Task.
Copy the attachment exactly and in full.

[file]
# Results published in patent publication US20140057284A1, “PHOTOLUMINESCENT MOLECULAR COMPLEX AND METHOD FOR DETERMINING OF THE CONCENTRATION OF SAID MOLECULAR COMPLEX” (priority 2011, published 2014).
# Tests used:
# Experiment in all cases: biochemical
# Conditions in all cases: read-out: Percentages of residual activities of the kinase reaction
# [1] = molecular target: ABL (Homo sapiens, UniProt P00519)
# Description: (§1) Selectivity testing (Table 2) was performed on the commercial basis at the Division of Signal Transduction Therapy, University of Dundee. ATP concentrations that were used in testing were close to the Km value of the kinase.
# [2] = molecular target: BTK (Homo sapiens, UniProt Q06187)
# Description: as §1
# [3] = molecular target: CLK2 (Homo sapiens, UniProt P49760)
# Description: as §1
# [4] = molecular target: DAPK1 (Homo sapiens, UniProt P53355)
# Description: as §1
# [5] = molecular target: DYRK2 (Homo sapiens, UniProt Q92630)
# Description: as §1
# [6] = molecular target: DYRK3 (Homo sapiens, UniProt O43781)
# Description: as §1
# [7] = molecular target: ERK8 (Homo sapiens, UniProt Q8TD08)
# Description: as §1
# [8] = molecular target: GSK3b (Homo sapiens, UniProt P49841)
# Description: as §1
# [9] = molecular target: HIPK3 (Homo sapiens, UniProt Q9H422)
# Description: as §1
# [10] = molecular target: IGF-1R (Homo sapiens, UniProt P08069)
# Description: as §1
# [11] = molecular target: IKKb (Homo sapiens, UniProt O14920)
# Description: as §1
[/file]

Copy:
# Results published in patent publication US20140057284A1, “PHOTOLUMINESCENT MOLECULAR COMPLEX AND METHOD FOR DETERMINING OF THE CONCENTRATION OF SAID MOLECULAR COMPLEX” (priority 2011, published 2014).
# Tests used:
# Experiment in all cases: biochemical
# Conditions in all cases: read-out: Percentages of residual activities of the kinase reaction
# [1] = molecular target: ABL (Homo sapiens, UniProt P00519)
# Description: (§1) Selectivity testing (Table 2) was performed on the commercial basis at the Division of Signal Transduction Therapy, University of Dundee. ATP concentrations that were used in testing were close to the Km value of the kinase.
# [2] = molecular target: BTK (Homo sapiens, UniProt Q06187)
# Description: as §1
# [3] = molecular target: CLK2 (Homo sapiens, UniProt P49760)
# Description: as §1
# [4] = molecular target: DAPK1 (Homo sapiens, UniProt P53355)
# Description: as §1
# [5] = molecular target: DYRK2 (Homo sapiens, UniProt Q92630)
# Description: as §1
# [6] = molecular target: DYRK3 (Homo sapiens, UniProt O43781)
# Description: as §1
# [7] = molecular target: ERK8 (Homo sapiens, UniProt Q8TD08)
# Description: as §1
# [8] = molecular target: GSK3b (Homo sapiens, UniProt P49841)
# Description: as §1
# [9] = molecular target: HIPK3 (Homo sapiens, UniProt Q9H422)
# Description: as §1
# [10] = molecular target: IGF-1R (Homo sapiens, UniProt P08069)
# Description: as §1
# [11] = molecular target: IKKb (Homo sapiens, UniProt O14920)
# Description: as §1